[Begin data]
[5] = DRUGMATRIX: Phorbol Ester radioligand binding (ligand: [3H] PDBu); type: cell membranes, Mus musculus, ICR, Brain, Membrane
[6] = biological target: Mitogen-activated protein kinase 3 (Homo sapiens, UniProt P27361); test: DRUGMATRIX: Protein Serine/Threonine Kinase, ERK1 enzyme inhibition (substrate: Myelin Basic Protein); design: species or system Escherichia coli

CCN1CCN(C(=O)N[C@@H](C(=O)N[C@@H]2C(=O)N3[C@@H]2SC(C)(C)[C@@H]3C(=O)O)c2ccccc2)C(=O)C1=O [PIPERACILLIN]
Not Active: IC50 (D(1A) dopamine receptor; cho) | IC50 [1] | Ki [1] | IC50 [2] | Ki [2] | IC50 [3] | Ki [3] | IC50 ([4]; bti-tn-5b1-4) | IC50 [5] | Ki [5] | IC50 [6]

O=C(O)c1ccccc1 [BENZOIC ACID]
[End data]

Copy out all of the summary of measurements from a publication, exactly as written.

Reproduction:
[5] = DRUGMATRIX: Phorbol Ester radioligand binding (ligand: [3H] PDBu); type: cell membranes, Mus musculus, ICR, Brain, Membrane
[6] = biological target: Mitogen-activated protein kinase 3 (Homo sapiens, UniProt P27361); test: DRUGMATRIX: Protein Serine/Threonine Kinase, ERK1 enzyme inhibition (substrate: Myelin Basic Protein); design: species or system Escherichia coli

CCN1CCN(C(=O)N[C@@H](C(=O)N[C@@H]2C(=O)N3[C@@H]2SC(C)(C)[C@@H]3C(=O)O)c2ccccc2)C(=O)C1=O [PIPERACILLIN]
Not Active: IC50 (D(1A) dopamine receptor; cho) | IC50 [1] | Ki [1] | IC50 [2] | Ki [2] | IC50 [3] | Ki [3] | IC50 ([4]; bti-tn-5b1-4) | IC50 [5] | Ki [5] | IC50 [6]

O=C(O)c1ccccc1 [BENZOIC ACID]